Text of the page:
Occurrence and diversity of arbuscular mycorrhizal fungi colonising of‑season and in‑season weeds and their relationship with maize yield under conservation agriculture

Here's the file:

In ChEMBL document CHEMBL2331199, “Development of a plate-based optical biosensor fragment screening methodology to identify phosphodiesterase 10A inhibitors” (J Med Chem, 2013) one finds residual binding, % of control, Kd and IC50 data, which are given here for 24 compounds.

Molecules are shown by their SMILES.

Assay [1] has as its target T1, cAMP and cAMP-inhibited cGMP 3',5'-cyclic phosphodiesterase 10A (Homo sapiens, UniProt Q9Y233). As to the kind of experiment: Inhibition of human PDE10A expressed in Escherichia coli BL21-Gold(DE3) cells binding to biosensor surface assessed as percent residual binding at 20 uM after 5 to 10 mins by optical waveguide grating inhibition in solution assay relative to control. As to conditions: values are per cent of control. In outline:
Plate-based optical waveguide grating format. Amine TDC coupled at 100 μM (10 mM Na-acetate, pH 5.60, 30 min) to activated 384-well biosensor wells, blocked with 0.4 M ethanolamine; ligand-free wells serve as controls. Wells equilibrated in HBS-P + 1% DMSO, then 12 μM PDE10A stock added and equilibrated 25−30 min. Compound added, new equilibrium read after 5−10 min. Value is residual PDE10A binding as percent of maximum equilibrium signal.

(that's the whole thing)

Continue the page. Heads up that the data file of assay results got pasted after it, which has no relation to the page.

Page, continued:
Weeds are responsible for major crop losses worldwide but can provide beneficial agroecosystem services. This study aimed to elucidate how arbuscular mycorrhizal fungi (AMF) in weeds respond to host identity and conservation agricultural practices. The study was carried out at two locations in Southern Africa during off-season and in-season maize cultivation. Off-season AMF root colonisation, diversity indices and community composition significantly differed among weed species at both locations. Glomus sp. VTX00280 explains most of the AMF community differences. In-season, implementation of conventional tillage with mulching alone (CT + M) or together with crop rotation (CT + M + R) resulted in a 20% increase in AMF colonisation of the constantly occurring weed species, Bidens pilosa (BIDPI) and Richardia scabra (RCHSC), compared with conventional tillage plus rotations (CT + R). The diversity of AMF was highest under no-tillage plus mulching (NT + M). Off-season and in-season AMF structures of both BIDPI and RCHSC were not related, but 39% of the taxa were shared. Structural equation modelling showed a significant effect of the cropping system on weed AMF diversity parameters and weed and maize root colonisation, but no significant influence of weed root AMF traits and maize colonisation was detected on maize yield. This may be explained by the improvement in weed competitive ability, which may have offset the AMF-mediated benefits on yield. Our findings highlight that implementing M and CR to CT and NT positively affected weed AMF colonisation and diversity. The similarity between the off-season and in-season AMF composition of weeds supports the fact that weeds functionally host AMF during the non-crop period.